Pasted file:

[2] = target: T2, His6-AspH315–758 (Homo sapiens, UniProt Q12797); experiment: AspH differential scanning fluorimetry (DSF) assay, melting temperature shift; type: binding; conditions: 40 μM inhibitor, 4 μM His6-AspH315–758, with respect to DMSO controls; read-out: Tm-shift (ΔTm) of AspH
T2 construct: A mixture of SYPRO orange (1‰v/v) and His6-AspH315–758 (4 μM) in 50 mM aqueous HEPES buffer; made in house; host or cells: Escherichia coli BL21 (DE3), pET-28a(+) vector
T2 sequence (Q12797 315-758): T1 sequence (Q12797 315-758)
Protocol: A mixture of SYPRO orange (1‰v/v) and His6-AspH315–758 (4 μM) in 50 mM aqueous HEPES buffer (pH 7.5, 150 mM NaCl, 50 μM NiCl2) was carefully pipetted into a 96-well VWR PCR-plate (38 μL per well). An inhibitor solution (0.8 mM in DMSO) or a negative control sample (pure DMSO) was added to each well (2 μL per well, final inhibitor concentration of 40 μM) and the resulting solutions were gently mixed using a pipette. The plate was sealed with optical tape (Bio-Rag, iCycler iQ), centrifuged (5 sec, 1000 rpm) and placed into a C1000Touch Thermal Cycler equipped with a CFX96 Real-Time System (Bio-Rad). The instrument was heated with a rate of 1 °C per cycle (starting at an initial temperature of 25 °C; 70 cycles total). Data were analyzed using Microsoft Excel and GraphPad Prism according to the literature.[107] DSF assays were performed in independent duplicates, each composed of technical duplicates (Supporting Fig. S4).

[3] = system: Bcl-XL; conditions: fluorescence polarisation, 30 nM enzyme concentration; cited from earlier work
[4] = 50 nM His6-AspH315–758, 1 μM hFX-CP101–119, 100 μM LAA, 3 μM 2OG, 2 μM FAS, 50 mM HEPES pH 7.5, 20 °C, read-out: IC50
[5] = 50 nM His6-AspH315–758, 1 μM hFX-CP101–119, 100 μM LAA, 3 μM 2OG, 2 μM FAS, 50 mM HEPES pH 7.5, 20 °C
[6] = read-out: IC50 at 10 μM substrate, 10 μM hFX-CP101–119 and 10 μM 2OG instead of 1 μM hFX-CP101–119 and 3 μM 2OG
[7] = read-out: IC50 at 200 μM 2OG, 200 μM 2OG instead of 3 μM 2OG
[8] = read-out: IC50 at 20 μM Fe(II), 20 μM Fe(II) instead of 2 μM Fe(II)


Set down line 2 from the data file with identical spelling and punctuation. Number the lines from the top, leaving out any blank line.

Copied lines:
T2 construct: A mixture of SYPRO orange (1‰v/v) and His6-AspH315–758 (4 μM) in 50 mM aqueous HEPES buffer; made in house; host or cells: Escherichia coli BL21 (DE3), pET-28a(+) vector